And in continuing the previous post, moving from Debord to Derrida and from Plato to the Judeo-Christian God: even if différance is not God and deconstruction is not theology, the derridaian terms at least made John D. Caputo write about it in comparison to those things. That makes Derrida more of a prayer than a relativist.
By Thomas Thornton on May 27, 2013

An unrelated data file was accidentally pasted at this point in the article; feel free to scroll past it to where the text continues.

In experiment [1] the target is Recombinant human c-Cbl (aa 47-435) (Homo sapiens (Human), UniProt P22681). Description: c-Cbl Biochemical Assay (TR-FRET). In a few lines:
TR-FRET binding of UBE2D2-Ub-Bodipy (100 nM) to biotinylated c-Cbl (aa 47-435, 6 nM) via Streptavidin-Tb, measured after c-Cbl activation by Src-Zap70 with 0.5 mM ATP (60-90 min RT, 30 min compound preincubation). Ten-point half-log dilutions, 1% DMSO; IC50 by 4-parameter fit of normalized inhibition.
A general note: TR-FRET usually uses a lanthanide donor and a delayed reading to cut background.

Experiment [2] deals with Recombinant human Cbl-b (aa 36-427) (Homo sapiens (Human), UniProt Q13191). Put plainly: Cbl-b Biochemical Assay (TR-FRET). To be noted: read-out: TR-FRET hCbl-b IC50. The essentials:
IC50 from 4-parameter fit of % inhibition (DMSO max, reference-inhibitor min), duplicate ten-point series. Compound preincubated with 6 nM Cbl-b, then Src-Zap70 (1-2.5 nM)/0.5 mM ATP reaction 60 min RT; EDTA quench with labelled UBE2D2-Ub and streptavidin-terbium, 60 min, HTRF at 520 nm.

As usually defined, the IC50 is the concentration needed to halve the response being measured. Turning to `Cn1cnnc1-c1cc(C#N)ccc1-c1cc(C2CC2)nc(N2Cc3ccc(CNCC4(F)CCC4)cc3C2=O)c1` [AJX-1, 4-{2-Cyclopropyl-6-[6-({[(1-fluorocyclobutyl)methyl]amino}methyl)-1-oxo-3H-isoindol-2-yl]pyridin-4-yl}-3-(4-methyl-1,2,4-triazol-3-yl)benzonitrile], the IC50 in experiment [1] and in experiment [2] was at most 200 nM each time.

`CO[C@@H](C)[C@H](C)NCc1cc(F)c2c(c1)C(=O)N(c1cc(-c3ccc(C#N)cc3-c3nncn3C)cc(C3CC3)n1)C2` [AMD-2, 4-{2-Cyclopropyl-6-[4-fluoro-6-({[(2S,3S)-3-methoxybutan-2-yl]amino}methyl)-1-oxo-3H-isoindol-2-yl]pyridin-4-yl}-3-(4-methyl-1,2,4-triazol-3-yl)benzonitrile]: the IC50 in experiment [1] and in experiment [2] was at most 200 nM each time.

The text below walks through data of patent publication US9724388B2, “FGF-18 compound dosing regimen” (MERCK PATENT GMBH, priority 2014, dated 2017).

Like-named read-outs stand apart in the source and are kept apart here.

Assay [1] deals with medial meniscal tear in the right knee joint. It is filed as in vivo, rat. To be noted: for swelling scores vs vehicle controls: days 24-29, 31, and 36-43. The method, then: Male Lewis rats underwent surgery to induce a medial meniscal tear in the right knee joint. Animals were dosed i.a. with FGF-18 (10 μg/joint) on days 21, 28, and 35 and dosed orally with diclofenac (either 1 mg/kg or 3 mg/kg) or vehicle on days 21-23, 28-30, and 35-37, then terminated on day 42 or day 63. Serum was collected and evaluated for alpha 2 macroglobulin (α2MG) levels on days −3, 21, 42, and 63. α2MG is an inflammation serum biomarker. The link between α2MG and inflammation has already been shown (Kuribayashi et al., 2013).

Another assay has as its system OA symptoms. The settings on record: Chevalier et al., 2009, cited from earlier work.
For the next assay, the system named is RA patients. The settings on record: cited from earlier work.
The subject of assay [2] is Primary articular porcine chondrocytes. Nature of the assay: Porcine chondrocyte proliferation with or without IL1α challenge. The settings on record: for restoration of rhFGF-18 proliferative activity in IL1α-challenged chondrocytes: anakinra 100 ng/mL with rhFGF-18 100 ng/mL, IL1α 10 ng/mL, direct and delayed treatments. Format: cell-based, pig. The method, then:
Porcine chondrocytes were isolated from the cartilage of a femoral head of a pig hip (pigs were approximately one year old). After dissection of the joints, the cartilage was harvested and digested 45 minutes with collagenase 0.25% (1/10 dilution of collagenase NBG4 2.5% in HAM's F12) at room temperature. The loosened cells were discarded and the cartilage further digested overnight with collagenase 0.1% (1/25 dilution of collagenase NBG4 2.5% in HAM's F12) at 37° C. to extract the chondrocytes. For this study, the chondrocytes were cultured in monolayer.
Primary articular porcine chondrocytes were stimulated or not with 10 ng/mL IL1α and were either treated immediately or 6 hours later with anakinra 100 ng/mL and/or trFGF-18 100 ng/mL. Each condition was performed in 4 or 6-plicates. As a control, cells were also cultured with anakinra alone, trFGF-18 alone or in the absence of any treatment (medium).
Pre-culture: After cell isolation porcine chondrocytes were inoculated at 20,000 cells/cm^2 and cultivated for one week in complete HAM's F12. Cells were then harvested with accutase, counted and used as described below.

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Caputo is perhaps too academic and single-minded for the average reader, even one who knows all about differance, a word almost on every page, as the summing up of Derrida in a word. If this word is unfamiliar to you, forget this book. If you at least know that it is a neologism combining difference and differing, you still have to make your way through the critique of Levinas in the next chapter. I prefer simply to read Derrida in the original in his piece ‘contra Levinas’. If this controversy is new to you, this book won’t help dispel it since Caputo is hooked on deconstructing the way to the Wholly Other. Briefly Derrida tries to dissociate (the highest) choice from the usual metaphysical predicates (autonomy, consciousness) and think of it as the other’s decision in me. Let’s capitalize that Other. In other words, we are passive receptors of the Other’s message.
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